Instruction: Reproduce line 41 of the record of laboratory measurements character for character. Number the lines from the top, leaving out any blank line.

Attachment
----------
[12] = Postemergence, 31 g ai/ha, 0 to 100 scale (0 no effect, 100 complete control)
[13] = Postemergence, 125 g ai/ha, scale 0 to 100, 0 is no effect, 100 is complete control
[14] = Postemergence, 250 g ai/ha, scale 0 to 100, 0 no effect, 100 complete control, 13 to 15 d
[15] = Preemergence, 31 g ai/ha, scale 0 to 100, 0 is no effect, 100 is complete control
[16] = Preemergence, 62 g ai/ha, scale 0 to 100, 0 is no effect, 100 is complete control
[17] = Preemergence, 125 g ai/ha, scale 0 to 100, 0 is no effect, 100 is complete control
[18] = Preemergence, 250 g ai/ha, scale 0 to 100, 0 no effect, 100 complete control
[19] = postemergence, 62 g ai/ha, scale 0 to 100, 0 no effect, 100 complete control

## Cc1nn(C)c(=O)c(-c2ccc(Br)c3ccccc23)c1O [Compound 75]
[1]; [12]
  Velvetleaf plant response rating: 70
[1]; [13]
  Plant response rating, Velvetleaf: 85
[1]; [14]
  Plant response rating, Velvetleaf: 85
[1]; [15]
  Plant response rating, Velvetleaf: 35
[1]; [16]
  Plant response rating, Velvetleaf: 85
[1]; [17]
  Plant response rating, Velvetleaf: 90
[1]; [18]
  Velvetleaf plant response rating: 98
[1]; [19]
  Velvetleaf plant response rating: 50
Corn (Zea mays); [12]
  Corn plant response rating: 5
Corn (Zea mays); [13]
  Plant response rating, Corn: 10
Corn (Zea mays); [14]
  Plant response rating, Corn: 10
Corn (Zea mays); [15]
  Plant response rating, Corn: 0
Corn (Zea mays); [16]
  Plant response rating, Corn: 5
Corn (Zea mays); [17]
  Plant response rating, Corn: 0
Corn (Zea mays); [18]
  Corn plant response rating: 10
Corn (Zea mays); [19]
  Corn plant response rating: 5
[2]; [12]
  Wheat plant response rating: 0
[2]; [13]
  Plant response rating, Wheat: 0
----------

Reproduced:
  Corn plant response rating: 5